Monday, March 5, 2012

As a practical matter, I think Brad is right. As a technical matter, I still think Cochrane has a point - why am I wrong?

Cause I'm sure I'm wrong somewhere.

So reading some thoughts from Brad DeLong and Andrew Bossie made me think more about this... I've moved somewhat closer to them, but I still think Cochrane has reason to expect more than this.

Brad is making the point that the advantage of these state-level studies is that they hold monetary and financial policy constant. This is very true.

But because they use exogenous federal expenditures, paid for with federal taxes, monetary and financial policy isn't the only thing that's differenced out in the cross section. Taxes are too, and taxes are a drag on demand. This is Cochrane's point. Of course a gift-wrapped present from Massachusetts to California will not only make California look better, but it will make Massachusetts look worse (they had to pay for the gift).

Where I've moved closer to Brad and Andrew is that since we're really concerned about deficit financed stimulus, differencing out the taxes shouldn't really matter all that much. We're looking for stimulus not paid for with taxes. Taxing is austerity.

But I really can't blame skeptics for saying "Wait a minute - so you're differencing out the impact of taxes, which means you're differencing out the cost and measuring the impact of a free lunch. In the real world there are no free lunches - you have to got to the loanablefunds market".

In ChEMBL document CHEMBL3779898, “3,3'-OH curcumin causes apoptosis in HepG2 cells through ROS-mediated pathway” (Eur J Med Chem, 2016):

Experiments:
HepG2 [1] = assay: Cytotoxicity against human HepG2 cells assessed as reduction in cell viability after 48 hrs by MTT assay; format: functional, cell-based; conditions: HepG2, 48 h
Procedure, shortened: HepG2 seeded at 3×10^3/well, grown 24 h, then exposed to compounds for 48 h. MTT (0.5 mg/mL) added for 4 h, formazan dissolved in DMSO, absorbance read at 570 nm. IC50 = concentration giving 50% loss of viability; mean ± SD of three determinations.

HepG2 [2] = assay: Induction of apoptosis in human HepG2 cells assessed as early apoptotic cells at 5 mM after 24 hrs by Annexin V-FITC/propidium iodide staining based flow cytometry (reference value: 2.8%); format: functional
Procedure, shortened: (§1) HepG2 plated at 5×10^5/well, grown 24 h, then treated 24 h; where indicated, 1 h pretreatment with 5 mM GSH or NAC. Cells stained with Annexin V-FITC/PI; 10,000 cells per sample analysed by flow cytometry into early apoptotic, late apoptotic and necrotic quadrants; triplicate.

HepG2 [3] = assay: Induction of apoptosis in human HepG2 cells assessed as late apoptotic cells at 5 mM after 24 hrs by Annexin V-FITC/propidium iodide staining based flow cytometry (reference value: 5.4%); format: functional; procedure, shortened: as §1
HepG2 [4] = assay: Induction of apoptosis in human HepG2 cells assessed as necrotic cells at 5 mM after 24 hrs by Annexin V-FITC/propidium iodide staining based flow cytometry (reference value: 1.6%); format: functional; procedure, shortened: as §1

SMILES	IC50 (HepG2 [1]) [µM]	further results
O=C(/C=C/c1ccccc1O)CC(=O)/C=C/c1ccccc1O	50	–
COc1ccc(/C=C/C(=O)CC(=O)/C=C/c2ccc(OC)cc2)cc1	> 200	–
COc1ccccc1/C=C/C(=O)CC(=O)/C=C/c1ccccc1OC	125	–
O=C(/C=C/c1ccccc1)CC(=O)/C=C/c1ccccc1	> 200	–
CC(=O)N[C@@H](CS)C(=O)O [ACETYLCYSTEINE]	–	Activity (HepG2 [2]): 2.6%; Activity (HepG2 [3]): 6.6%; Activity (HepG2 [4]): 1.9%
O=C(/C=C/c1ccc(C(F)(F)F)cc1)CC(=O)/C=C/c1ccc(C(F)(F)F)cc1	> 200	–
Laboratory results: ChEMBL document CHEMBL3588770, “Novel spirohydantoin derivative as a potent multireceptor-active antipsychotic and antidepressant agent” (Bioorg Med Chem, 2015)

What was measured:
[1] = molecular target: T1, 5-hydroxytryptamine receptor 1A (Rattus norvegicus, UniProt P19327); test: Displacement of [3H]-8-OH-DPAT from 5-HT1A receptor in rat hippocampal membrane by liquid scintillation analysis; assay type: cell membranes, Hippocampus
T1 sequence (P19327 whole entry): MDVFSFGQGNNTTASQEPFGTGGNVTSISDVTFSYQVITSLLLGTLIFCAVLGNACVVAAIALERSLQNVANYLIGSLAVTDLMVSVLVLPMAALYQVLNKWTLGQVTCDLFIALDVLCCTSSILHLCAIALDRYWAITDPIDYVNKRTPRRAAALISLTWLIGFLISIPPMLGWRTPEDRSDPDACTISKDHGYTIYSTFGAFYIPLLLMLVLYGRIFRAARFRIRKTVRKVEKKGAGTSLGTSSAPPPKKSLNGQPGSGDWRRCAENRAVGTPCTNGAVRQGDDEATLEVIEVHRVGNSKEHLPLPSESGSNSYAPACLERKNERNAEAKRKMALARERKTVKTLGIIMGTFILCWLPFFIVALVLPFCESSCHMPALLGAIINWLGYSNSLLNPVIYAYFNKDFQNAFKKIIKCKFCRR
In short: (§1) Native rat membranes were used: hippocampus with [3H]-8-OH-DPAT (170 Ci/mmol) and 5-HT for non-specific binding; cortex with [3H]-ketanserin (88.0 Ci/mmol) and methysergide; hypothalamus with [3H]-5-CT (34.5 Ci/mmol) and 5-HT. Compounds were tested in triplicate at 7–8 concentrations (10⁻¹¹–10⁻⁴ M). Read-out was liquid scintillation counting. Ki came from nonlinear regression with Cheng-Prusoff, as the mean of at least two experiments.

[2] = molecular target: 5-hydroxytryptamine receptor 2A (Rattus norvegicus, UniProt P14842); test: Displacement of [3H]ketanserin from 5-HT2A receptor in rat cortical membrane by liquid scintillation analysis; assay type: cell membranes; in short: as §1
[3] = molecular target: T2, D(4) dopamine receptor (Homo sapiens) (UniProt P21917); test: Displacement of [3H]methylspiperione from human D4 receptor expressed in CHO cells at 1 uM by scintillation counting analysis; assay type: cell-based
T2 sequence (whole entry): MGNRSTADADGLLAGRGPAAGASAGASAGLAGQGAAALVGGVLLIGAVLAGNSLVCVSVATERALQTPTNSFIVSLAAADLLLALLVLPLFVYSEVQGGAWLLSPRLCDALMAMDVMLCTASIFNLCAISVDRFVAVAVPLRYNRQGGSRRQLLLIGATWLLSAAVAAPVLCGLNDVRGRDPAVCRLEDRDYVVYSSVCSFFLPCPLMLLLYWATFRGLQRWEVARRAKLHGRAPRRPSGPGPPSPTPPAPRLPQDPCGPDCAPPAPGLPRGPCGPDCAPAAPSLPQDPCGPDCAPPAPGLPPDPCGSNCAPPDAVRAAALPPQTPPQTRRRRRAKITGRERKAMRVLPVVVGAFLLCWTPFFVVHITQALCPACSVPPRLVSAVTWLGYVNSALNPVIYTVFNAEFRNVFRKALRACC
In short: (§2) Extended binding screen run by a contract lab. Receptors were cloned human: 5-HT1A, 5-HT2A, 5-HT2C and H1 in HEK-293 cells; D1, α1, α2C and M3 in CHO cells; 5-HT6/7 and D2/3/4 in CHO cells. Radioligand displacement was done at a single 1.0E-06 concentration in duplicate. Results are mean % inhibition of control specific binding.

Brad, Andrew, and I would then all pull our hair out and start talking about liquidity traps.

There is a free lunch.

But arguing that these state-level studies (which difference out the cost of spending and don't difference out the benefit) are applicable to today precisely because we are faced with a free lunch is assuming our own conclusions. I am convinced. Andrew is convinced. Brad is convinced. But there is nothing in the state-level analyses that makes us convinced of this. We came to the table convinced.

To convince Cochrane that we can generalize these state-level studies to today's situtation because we have a free lunch today, we need something more.

That "something more" inevitably is a lot of good theory, work on the Depression and WWII, and well specified national-level analyses (and maybe better specified state-level analyses that don't difference out the costs in this way).

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